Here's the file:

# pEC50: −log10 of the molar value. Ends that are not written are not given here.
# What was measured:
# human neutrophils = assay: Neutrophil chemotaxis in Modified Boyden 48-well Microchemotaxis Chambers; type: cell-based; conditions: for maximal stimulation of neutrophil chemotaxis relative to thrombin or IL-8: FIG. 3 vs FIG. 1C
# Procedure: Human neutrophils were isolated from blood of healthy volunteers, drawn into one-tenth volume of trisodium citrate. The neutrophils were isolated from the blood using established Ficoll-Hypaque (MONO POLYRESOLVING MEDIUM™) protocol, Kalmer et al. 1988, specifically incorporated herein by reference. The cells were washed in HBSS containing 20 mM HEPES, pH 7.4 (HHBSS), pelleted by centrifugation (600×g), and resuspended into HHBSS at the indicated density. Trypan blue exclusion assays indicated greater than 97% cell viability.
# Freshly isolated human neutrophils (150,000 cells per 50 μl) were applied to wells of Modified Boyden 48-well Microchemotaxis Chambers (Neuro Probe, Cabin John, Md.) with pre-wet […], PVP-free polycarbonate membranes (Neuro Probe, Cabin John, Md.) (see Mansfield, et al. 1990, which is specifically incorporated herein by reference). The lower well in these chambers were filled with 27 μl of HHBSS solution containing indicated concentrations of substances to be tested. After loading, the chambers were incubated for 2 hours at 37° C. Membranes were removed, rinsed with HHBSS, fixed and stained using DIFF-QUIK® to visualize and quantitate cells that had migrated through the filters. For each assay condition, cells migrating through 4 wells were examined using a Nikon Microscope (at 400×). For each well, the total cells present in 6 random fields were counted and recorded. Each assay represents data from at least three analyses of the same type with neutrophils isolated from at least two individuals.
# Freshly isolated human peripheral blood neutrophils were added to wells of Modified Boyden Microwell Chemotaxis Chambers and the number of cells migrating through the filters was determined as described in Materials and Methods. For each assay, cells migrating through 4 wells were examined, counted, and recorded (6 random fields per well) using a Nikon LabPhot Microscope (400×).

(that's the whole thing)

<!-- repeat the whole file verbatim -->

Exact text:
# pEC50: −log10 of the molar value. Ends that are not written are not given here.
# What was measured:
# human neutrophils = assay: Neutrophil chemotaxis in Modified Boyden 48-well Microchemotaxis Chambers; type: cell-based; conditions: for maximal stimulation of neutrophil chemotaxis relative to thrombin or IL-8: FIG. 3 vs FIG. 1C
# Procedure: Human neutrophils were isolated from blood of healthy volunteers, drawn into one-tenth volume of trisodium citrate. The neutrophils were isolated from the blood using established Ficoll-Hypaque (MONO POLYRESOLVING MEDIUM™) protocol, Kalmer et al. 1988, specifically incorporated herein by reference. The cells were washed in HBSS containing 20 mM HEPES, pH 7.4 (HHBSS), pelleted by centrifugation (600×g), and resuspended into HHBSS at the indicated density. Trypan blue exclusion assays indicated greater than 97% cell viability.
# Freshly isolated human neutrophils (150,000 cells per 50 μl) were applied to wells of Modified Boyden 48-well Microchemotaxis Chambers (Neuro Probe, Cabin John, Md.) with pre-wet […], PVP-free polycarbonate membranes (Neuro Probe, Cabin John, Md.) (see Mansfield, et al. 1990, which is specifically incorporated herein by reference). The lower well in these chambers were filled with 27 μl of HHBSS solution containing indicated concentrations of substances to be tested. After loading, the chambers were incubated for 2 hours at 37° C. Membranes were removed, rinsed with HHBSS, fixed and stained using DIFF-QUIK® to visualize and quantitate cells that had migrated through the filters. For each assay condition, cells migrating through 4 wells were examined using a Nikon Microscope (at 400×). For each well, the total cells present in 6 random fields were counted and recorded. Each assay represents data from at least three analyses of the same type with neutrophils isolated from at least two individuals.
# Freshly isolated human peripheral blood neutrophils were added to wells of Modified Boyden Microwell Chemotaxis Chambers and the number of cells migrating through the filters was determined as described in Materials and Methods. For each assay, cells migrating through 4 wells were examined, counted, and recorded (6 random fields per well) using a Nikon LabPhot Microscope (400×).